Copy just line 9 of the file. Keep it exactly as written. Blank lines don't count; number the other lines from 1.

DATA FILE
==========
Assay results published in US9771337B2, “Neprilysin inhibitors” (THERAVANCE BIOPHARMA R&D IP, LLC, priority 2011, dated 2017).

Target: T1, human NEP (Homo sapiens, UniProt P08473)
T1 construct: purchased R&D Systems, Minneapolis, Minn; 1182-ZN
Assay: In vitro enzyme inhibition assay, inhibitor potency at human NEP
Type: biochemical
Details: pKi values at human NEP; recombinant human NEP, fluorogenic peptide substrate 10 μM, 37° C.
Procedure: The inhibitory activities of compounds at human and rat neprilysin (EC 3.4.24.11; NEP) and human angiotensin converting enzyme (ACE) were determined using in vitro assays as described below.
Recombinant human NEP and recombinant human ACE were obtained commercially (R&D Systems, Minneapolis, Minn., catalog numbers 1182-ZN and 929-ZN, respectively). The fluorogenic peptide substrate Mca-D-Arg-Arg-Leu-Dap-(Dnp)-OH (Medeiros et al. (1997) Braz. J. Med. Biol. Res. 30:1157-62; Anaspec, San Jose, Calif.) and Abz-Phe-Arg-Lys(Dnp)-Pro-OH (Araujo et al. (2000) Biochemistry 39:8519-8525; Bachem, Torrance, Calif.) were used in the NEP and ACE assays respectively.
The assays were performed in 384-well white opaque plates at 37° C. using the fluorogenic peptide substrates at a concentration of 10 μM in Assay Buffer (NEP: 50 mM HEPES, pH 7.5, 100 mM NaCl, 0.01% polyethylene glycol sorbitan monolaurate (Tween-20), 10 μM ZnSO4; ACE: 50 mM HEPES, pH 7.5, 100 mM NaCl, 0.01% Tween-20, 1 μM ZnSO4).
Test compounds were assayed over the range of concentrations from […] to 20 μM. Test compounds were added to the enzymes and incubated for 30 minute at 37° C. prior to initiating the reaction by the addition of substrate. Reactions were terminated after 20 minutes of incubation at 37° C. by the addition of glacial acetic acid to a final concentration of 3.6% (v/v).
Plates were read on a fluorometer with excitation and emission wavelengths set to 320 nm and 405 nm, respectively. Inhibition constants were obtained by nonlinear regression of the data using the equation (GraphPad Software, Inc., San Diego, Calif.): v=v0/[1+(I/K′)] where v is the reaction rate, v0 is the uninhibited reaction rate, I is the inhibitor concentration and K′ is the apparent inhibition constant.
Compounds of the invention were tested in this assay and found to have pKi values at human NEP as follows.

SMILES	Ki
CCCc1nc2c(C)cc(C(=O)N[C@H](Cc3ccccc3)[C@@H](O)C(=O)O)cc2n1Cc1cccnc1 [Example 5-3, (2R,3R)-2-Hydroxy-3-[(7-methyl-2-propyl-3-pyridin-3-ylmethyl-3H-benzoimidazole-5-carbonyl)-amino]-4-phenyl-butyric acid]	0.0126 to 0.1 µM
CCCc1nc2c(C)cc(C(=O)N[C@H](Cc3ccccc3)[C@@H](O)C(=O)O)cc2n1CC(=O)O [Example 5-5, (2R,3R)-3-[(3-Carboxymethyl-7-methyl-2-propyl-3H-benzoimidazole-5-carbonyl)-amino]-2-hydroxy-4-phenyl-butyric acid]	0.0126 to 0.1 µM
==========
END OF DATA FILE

The assays were performed in 384-well white opaque plates at 37° C. using the fluorogenic peptide substrates at a concentration of 10 μM in Assay Buffer (NEP: 50 mM HEPES, pH 7.5, 100 mM NaCl, 0.01% polyethylene glycol sorbitan monolaurate (Tween-20), 10 μM ZnSO4; ACE: 50 mM HEPES, pH 7.5, 100 mM NaCl, 0.01% Tween-20, 1 μM ZnSO4).